The idea of greasing baking pans seems a lot easier than it actually is when you start baking. Some recipes call for you grease the pan before scooping the layers of yummy goodness into the pan, but it rarely tells you how to grease a cake pan. Do you use olive oil or butter?
What about nonstick spray or parchment paper? The possibilities feel endless, especially when you realize that each type of greasing agent serves a separate purpose. So now the task becomes understanding what to use to grease a pan, whether you are baking brownies, cupcakes, or cornbread.
All are delicious, though baking them can quickly go awry if you don’t use the proper method. If the instructions aren’t clear enough in the recipe you’re using, use the following information as your guide to preventing cakes from sticking.
10 Tips that Show You What to Use to Grease a Pan
Take note of these easy ways to keep your cakes and breads from sticking to the pan. Here are some supplies you may need.
1. Parchment Paper for the Bottom of Cake Pans
Using parchment paper is one of the best methods to use when baking and doesn’t even require any grease at all. Adding a layer of parchment paper to the bottom of a cake pan prevents the dough from sticking while cooking. It peels away easily after heating in the oven and can be cut to fit most pans.
Beyond its effectiveness as a nonstick surface for pans, it also works with almost every baking task. This method is especially helpful when baking cookies on a cooking sheet or pound cake in loaf pans. The only drawbacks to using parchment paper are that it is not as useful for “greasing” the sides of the pan and does not work well for bundt cake molds.
2. Use Cocoa Powder to Keep Brownies from Sticking
When it comes to baking brownies, some recipes will ask you to grease and flour the pan. Adding flour to the surface of your chocolatey confection doesn’t sound too appealing when you think about it. As a delicious alternative, use cocoa powder instead to enhance the flavor and reduce sticking.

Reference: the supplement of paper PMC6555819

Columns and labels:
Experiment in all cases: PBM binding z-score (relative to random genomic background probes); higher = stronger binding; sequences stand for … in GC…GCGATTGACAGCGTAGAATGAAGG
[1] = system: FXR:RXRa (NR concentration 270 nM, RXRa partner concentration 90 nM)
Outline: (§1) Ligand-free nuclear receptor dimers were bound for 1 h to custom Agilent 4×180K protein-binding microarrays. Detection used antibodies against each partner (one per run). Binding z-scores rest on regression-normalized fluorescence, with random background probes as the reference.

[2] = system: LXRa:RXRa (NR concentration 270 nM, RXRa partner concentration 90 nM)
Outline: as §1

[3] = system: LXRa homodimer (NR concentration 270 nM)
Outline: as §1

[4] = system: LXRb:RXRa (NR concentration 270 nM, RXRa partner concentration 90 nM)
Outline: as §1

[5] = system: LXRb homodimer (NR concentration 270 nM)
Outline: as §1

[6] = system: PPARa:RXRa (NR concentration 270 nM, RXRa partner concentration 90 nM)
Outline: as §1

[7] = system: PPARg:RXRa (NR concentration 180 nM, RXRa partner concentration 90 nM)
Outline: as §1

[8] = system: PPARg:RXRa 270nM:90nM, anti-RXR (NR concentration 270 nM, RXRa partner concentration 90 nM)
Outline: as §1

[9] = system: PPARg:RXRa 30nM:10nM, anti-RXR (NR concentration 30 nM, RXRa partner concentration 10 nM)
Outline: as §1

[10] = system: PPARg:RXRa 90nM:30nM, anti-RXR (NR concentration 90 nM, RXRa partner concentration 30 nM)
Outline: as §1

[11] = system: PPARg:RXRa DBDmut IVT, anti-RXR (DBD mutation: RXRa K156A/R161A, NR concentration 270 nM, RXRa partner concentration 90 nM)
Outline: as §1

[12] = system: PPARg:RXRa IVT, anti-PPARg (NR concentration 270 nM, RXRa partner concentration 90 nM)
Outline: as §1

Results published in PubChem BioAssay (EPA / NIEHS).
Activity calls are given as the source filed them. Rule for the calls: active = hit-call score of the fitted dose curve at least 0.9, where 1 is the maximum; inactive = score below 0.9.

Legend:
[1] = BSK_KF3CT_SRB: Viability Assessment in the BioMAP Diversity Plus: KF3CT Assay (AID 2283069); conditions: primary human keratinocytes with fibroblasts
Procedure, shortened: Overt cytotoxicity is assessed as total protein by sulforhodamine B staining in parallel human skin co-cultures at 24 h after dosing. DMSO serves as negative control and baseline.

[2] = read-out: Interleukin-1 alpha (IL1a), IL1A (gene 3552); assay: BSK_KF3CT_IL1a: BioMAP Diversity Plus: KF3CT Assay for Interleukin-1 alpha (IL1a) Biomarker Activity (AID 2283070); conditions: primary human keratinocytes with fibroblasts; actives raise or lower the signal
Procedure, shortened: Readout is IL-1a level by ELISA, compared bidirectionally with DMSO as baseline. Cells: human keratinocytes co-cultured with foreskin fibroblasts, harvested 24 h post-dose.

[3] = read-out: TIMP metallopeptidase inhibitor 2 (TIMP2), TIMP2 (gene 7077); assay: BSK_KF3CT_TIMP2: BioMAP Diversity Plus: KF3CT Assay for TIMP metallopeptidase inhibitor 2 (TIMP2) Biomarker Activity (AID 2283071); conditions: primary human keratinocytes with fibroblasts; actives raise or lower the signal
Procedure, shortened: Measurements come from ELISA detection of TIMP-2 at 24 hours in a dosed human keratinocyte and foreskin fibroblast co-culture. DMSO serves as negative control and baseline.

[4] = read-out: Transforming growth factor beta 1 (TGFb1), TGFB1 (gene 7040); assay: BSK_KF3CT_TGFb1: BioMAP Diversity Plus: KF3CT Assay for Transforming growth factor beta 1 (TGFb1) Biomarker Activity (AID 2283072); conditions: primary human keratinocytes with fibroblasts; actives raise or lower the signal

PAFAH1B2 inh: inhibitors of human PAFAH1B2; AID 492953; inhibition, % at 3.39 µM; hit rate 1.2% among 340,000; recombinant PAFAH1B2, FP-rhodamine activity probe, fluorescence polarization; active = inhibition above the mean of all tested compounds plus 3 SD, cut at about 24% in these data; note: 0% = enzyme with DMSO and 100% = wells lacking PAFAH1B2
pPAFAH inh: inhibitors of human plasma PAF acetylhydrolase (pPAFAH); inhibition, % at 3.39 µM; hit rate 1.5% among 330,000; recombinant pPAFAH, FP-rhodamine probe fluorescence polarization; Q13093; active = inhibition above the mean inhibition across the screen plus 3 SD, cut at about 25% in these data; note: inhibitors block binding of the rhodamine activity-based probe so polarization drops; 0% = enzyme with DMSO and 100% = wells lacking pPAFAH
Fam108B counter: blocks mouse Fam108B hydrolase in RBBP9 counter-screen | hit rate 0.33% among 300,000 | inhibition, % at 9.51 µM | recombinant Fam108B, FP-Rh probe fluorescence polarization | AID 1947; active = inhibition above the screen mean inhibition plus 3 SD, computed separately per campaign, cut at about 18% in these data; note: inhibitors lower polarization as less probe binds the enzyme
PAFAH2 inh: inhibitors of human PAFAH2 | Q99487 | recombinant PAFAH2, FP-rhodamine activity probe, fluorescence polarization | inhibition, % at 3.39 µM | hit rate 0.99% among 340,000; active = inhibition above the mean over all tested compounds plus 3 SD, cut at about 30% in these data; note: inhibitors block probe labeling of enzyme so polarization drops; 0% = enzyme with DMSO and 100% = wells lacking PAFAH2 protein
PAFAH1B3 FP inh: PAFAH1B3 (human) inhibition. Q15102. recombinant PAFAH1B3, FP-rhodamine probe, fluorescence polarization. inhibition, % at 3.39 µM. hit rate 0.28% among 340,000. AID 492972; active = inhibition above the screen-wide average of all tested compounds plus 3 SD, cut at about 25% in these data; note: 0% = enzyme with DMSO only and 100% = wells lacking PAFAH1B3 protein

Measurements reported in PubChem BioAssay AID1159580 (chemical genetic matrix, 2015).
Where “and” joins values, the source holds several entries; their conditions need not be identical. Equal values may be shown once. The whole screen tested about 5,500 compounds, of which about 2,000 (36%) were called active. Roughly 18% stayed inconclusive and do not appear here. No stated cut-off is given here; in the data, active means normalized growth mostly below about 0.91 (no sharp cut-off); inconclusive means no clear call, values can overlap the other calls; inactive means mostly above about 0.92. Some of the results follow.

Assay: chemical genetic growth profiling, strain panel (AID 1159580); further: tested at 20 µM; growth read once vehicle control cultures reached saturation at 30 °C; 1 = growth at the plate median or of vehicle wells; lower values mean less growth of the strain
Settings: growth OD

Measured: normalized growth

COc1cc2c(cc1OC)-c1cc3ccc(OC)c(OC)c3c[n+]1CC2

To use cocoa powder, start by greasing the pan using your usual methods. This routine may be adding butter or oil cooking spray. Afterward, sprinkle a light dusting of cocoa powder over the bottom of the pan, and pour the brownie mix over the top. Bake the brownies, and enjoy the extra burst of flavor.
3. Greasing Baking Pans using Coconut Oil
For muffins, coconut oil is a great option. Not only is it healthier than fats like vegetable oil or butter, but it can also withstand high temperatures without smoking or forming a coating at the base of the pan. It also has the potential to add extra flavoring to your muffins.
The flavor, however, is entirely optional and changes depending on the type of coconut oil you buy. If you want the flavor to carry over into your muffins, use the unrefined version. Otherwise, use the refined, flavorless option.
To add coconut oil to your baking sheet, apply it with a pastry brush and evenly spread a thin layer along the bottoms and sides of the muffin tin. If you don’t have a pastry brush, a paper towel works, too.
4. Add an Oil-Based Cooking Spray
One of the most common greasers to use when baking is cooking spray. The primary ingredient in these sprays is vegetable oil, packaged in an aerosol can. The ease of using these sprays makes wanting to use them that much more persistent.
However, these shouldn’t be used in every baking scenario. Bundt cakes, for example, require butter to retain a nonstick surface, and oil-based sprays are ineffective.
You also never want to use this type of spray on a baking stone for pizza. Some may think that seasoning a baking stone is similar to seasoning cast iron, using oils to coat the base, but doing this harms the baking stone rather than improving it. It may also cause smoking to occur during cooking as a result of caked-on oil deposits.
5. How to Grease a Cake Pan using Cake Release Spray
A cake release spray is another helpful resource to keep in your kitchen. This spray differs from regular cooking sprays by incorporating flour into its oil-based mixture. The best time to use the cake release spray is when baking in a nonstick pan.
Despite the label of being a “nonstick” pan, adding grease to the surface of these pans improves their ability to release the baked goods. Using a nonstick cooking spray has the opposite effect, leaving a sticky residue behind that clings to the food. Instead, use a cake release spray to line the base of your nonstick pan.